The Beat Generation in Venice will be talked about and studied for years to come. Many of the landmarks are gone, but some remain. The Gas House, the first coffee house, was bulldozed by the city of L.A. years ago. It was on Ocean Front Walk at Market St. The Venice West Cafe at 7 Dudley Avenue is now part of an expensive Italian restaurant. Larry Lipton, who wrote The Holy Barbarians, and put Venice on the map, lived at 20 Park Avenue, now a private residence.
The Temple of Man, at 1439 Cabrillo Avenue, was the home of Rev. Bob “Baza” and Anita Alexander. It was also the place where the great poets and artists of those times met and discussed the issues of the day, and eternity, and traded poems.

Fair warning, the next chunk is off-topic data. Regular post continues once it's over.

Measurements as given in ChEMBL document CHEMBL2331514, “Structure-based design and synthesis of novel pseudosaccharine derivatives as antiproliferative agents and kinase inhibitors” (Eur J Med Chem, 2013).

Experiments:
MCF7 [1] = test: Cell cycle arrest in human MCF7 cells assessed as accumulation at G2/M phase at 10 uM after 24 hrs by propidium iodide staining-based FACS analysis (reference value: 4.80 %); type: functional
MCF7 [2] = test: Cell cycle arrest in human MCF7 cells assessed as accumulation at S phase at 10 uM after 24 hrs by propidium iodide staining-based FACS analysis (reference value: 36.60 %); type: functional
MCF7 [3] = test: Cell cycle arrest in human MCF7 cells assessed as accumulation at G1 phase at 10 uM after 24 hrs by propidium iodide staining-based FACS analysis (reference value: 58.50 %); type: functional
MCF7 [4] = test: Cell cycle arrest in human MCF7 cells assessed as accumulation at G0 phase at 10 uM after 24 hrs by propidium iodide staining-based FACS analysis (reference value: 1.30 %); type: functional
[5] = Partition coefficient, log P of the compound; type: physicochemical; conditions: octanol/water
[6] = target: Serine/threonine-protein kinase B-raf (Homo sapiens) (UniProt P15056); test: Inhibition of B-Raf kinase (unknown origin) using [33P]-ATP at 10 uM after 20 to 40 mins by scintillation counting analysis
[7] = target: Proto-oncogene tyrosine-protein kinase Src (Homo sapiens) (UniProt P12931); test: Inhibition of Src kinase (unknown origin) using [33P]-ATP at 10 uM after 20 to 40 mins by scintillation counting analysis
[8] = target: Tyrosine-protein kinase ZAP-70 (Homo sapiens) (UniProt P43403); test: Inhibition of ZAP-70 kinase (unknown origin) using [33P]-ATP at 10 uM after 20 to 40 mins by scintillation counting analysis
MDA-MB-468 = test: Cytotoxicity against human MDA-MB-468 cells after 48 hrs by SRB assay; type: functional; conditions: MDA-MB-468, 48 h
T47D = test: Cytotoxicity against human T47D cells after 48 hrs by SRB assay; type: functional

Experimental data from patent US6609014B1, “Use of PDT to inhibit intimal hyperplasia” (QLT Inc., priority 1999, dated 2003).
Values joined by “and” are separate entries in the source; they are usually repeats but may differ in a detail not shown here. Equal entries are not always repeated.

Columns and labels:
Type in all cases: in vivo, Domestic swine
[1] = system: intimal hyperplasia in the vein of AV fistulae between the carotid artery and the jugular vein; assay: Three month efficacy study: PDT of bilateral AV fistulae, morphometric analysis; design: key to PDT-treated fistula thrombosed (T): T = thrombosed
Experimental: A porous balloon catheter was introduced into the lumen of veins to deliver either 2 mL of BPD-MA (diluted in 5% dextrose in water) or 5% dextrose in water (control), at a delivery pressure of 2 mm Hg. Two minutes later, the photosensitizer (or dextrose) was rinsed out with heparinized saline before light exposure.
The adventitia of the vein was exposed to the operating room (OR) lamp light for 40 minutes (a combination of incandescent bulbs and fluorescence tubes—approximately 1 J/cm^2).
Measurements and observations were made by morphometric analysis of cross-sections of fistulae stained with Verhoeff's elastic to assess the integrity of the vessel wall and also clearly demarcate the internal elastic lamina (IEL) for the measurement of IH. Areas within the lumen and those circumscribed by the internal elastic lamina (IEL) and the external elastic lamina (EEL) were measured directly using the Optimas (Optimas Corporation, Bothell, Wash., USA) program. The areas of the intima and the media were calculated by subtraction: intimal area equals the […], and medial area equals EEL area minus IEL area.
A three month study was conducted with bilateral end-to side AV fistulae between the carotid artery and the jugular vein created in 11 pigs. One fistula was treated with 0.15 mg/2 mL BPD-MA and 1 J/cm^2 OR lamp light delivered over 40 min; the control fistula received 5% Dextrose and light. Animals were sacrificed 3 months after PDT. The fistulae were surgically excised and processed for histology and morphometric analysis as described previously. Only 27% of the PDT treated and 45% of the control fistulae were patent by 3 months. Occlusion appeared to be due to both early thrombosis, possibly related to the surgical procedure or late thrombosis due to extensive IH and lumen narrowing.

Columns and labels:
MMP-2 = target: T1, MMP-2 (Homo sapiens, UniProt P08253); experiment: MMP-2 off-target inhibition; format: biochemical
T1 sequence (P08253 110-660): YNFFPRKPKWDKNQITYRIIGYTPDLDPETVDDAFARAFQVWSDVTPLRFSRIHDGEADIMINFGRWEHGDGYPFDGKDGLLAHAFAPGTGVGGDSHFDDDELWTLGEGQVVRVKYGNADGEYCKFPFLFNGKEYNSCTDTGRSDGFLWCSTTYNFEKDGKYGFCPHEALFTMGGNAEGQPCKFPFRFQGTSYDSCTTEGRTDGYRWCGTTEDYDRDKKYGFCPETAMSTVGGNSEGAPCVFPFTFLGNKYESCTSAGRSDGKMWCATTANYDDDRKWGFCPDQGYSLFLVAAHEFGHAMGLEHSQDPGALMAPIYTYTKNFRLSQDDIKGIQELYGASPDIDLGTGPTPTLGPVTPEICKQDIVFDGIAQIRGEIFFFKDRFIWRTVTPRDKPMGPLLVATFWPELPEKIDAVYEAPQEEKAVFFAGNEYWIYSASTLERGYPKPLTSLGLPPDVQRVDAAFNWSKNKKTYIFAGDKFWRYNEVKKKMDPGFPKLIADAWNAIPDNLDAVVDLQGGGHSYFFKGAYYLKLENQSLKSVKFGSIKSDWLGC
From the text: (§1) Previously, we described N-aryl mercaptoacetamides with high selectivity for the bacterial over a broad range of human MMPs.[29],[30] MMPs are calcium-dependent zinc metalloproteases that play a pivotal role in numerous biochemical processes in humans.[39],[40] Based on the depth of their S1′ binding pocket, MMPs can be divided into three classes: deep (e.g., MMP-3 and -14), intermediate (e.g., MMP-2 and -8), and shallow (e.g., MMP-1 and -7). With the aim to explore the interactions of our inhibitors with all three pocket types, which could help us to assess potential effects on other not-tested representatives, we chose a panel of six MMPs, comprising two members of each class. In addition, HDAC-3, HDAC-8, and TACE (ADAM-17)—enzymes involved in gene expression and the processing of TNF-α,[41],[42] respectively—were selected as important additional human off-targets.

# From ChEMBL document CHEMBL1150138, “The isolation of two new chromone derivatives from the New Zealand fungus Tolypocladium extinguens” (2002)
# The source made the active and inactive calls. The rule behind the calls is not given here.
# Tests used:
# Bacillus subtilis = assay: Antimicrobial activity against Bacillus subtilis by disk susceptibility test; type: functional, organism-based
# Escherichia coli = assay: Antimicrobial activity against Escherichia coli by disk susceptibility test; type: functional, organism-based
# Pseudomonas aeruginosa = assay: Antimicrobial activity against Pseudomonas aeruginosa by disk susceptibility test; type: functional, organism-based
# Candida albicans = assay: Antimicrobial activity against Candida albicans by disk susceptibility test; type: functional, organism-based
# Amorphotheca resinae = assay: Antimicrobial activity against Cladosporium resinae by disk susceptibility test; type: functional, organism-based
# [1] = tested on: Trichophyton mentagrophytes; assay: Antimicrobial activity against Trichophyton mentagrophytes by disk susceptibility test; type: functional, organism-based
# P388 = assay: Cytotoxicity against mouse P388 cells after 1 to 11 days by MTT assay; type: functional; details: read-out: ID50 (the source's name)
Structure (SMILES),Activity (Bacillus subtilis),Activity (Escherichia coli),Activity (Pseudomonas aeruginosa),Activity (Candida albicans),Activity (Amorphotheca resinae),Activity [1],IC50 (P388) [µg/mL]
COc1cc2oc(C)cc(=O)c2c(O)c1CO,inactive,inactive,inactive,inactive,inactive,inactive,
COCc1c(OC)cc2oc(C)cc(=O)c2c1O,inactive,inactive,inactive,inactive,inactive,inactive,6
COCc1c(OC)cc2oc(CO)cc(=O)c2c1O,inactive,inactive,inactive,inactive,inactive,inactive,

Baza was a mail-order minister, ordained by Universal Life. He could marry couples and perform other priestly functions.
When Baza died, the house was sold, and today is just another residence on one of the former canals. However, The Temple of Man lives on. Marsha Getzler has recreated the ambiance of the Temple in her back yard. She regularly conducts events at Beyond Baroque and other venues. On October 30, poets from Venice and Denver (a refuge for many Venetian poets) read and reminisced about the Beat days.
The next day, Halloween, the faithful gathered in the street at 1439 Cabrillo Avenue to remember the good old days. Then they departed for the poetry walls on the beach.